Note:  We disagree with the final elevation profile that suggests 27.3% for a brief segment.  We had heard that the last kilometer was extremely difficult (that’s absolutely true!), and that there was a 27% section (not accurate).  We paid particular attention to our Garmins as we ascended and never had readings above 13% (but, never had readings below 10%, either).  To sum it up: After riding the second longest road bike climb in the world, it will feel like 27%, but in reality the average grade over the last kilometer is 11%.  

Because the Fiets formula takes the starting and ending elevations for its “ascent” variable, a descent with a subsequent climb to the elevation before the descent is not factored in. Wuling Pass East has several rollers and one major descent (3.6 km/2.2 miles, 191m/626’ descent at -5.3%) which diminishes the Fiets Index for the climb.  PJAMM is developing and will soon launch a modified Fiets formula which accounts for the descents in bike climbs such as Wuling East.

Also of note, there are two fun, noncompetitive rides: “The Road to Taiwan KOM - Spring” (2019 event summary) and “The Road to Taiwan KOM - Summer” (2019 event summary) events for recreational riders, or those who wish to enjoy the ride instead of race the route.  The Spring KOM is held in April (it was cancelled in 2019 due to an earthquake) and the Summer KOM is in July.  Instead of being pressed to finish the ride in six hours as you must for the KOM Challenge, you will have nine hours to finish the KOM spring or summer routes.  

WILDLIFE

Since Wuling Pass lies within a national park, the wildlife in the area is diverse.  According to Taroko National Park’s website, 152 species of birds have been recorded there, including 14 species that are unique to Taiwan.  Additionally, 45 species of large mammals, including the black bear, Formosan wild boar, and the Formosan Macaque, can be seen in abundance in some of the more undisturbed areas within the park.  We were lucky enough to see some Formosan Rock Monkeys playing in the trees along our route.

Biking up Wuling Pass East - monkey in tree 

We encountered Formosan Rock Monkeys playing in the trees during our ride.

SOME BACKGROUND ON TAIWAN

 

Biking up Wuling Pass East - monkey in tree

Taiwan in relation to China.

The cultures of Taiwan tend to be a hybrid, incorporating traditional elements of Chinese culture, as well as Japanese culture, traditional Confucianist beliefs, and Western values (Taiwan's Culture).  Though, geographically speaking, Taiwan is a small country, it still has so much rich culture within itself.  Examples of Taiwan’s rich culture include:  National Palace Museum (home to over 650,000 pieces of Chinese bronze, jade, calligraphy, painting, and porcelain), and a strong musical leaning with classical artists such as violinist Cho-Liang Lin and pianist Ching-Yun Hu, in addition to a national fondness for Karaoke (Taiwan's Culture).  Another unique aspect of Taiwan is its vast wildlife and national park system.  Taiwan has nine national parks, each full of unique and wonderful beauty.  You can learn more about Taiwan’s national parks system here.  If you’re more interested in fast-paced city life, Taiwan’s capital city of Taipei (population 2.67 million) has no shortage of things to do.  Test out your fear of heights on the observation deck of Taipei 101, the world’s second tallest building (overtaken in height in 2010 by Dubai’s Burj Khalifa).  Taipei 101 may no longer be the tallest building in the world, but it is the world’s tallest eco-friendly building!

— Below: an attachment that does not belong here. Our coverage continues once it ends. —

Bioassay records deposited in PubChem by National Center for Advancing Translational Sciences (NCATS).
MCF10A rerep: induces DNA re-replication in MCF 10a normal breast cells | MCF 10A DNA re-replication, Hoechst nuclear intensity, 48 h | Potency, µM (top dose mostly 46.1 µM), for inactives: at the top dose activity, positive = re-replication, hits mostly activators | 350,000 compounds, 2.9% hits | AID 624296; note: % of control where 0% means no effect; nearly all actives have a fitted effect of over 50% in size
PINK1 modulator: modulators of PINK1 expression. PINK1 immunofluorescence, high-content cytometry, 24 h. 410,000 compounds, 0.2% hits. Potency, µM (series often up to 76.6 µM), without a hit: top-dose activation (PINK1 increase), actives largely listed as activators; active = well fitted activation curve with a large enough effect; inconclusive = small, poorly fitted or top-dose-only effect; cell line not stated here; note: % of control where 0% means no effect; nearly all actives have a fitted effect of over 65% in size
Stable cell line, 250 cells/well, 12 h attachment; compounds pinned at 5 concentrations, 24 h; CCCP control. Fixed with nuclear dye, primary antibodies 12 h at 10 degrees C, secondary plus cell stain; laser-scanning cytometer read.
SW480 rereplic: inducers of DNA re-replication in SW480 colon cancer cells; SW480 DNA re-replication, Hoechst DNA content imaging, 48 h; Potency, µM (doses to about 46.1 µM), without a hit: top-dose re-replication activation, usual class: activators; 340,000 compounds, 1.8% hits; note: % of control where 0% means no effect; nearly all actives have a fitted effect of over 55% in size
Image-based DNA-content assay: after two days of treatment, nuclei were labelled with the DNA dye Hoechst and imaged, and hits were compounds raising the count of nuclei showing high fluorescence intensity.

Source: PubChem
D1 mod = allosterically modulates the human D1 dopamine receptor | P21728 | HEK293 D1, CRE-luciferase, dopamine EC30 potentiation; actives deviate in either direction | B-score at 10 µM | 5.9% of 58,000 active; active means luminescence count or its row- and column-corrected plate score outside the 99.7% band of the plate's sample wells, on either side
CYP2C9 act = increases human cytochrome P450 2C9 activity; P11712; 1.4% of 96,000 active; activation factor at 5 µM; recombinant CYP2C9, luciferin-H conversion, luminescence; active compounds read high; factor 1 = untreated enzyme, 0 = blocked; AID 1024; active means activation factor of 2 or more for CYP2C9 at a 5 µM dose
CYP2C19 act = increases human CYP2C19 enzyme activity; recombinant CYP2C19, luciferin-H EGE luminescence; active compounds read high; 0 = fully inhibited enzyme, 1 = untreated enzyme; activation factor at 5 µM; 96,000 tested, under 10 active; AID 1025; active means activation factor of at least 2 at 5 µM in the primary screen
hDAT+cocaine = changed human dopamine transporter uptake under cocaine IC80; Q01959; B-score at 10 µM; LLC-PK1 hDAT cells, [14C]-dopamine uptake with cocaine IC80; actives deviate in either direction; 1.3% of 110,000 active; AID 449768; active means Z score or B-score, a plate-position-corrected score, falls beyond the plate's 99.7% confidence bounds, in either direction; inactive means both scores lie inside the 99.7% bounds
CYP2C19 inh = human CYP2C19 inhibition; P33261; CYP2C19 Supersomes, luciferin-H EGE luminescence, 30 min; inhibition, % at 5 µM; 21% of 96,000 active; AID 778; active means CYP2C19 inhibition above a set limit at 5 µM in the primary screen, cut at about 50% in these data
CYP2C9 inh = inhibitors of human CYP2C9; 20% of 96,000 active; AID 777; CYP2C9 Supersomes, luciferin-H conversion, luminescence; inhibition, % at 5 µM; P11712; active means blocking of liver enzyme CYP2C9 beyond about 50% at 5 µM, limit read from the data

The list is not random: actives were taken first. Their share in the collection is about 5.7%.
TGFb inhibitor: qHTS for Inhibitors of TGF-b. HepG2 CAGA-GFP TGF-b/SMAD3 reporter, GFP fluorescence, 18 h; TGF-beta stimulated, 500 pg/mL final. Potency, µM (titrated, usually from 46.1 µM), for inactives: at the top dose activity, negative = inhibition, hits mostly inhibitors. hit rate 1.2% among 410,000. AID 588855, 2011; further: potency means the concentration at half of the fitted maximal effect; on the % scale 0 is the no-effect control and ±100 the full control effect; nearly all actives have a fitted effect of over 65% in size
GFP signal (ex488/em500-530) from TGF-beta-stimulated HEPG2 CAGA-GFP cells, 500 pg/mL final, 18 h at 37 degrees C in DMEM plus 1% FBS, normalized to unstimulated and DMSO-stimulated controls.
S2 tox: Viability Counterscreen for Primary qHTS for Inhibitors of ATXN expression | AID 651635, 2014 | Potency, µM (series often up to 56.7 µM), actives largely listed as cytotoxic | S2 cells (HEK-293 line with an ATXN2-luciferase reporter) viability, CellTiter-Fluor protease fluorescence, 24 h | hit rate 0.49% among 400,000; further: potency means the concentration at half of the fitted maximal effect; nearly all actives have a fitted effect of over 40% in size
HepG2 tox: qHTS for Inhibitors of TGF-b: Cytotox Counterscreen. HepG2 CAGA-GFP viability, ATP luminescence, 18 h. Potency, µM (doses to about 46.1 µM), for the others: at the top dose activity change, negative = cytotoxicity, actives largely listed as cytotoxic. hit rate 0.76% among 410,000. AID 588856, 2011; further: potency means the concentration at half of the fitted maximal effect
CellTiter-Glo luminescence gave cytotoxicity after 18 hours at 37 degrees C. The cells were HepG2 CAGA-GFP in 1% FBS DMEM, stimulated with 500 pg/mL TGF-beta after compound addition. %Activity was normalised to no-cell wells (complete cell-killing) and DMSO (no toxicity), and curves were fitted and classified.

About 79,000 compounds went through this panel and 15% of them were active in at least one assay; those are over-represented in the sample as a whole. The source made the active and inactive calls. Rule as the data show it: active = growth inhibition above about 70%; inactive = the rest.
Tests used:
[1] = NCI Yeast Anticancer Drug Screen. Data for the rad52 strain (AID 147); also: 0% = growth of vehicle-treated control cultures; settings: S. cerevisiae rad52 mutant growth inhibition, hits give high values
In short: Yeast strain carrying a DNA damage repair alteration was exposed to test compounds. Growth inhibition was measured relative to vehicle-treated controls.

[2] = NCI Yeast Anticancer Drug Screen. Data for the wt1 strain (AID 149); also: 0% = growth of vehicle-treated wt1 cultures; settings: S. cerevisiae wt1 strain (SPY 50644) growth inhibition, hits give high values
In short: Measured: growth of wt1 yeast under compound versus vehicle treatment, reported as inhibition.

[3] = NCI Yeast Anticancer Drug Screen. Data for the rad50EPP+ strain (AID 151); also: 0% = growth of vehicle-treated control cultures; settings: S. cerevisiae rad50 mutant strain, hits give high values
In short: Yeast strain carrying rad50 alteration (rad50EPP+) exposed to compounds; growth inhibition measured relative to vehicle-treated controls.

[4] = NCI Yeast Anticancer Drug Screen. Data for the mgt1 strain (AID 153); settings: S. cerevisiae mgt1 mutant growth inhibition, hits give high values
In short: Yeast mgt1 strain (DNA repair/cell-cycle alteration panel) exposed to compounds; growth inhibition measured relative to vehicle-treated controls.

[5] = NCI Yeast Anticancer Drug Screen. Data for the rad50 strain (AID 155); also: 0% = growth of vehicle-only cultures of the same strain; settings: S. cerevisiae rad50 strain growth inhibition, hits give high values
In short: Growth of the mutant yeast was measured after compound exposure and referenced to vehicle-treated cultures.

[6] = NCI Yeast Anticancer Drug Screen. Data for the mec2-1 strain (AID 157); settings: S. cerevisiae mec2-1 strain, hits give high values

Even lovers of the big city may look for some respite sometimes, and what better place to do that than Taiwan’s most well-known temple,  Longshan Temple.  Located in the heart of the capital city, Longshan Temple offers visitors a spiritual experience complete with the sounds of chanting, the scent of burning incense, and the invitation to partake in the tossing of wooden pieces on the floor, with interpretation papers available to translate their meaning.  More information on visiting Longshan Temple can be found here.

There really is no shortage of things to experience in this unique country.  Great lists of more sights and points of interest in Taiwan can be found here, and here.

SPECIAL THANKS

A big thank you to our cycling friend living in Taiwan, Mark Blackburn, who invited us to join his cycling club for this climb.  Without that invitation, we may never have experienced one of the greatest cycling climbs in the world.

And a huge portion of gratitude to “Jan-Hendrik Meidinger”, a Sapien Cycling Club member and manager of the Grand Hyatt Taipei.  JH arranged for our lodging (the best we have ever had -- and we don’t get paid to say that, by the way), our driver (Simon), access to the Hyatt’s Grand Club Lounge (WOW!) and the exceptional buffet breakfast available each morning.  We stayed at the Grand Hyatt Taipei upon arrival to Taiwan and the evening before leaving -- a perfect start and finish to our Asian Cycling Trip (Mt. Fuji, Japan; Doi Inthanon, Thailand; Wuling Pass, Taiwan).

Grand Hyatt Taipei - middle of photo.

Bicycling climb of Wuling Pass East - PJAMM Cycling and our driver Simon

Left to right:  John, Mitch, Simon, Javier.

Simon drove us to and from the airport as well as three days on Wuling Pass -- he was AWESOME.  Simon can be reached through the Grand Hyatt Taipei at  886-2-2720-1234.

Bicycling climb of Wuling Pass East - PJAMM Cycling and our driver Simon

PJAMM’s May, 2019 Asian Bike Climb Itinerary.

THAT’S A WRAP

Cycling Wuling Pass East - PJAMM Cycling - Mitch Reid, John Johnson with bikes at summit sign. 

We LOVE Wuling Pass!!!!!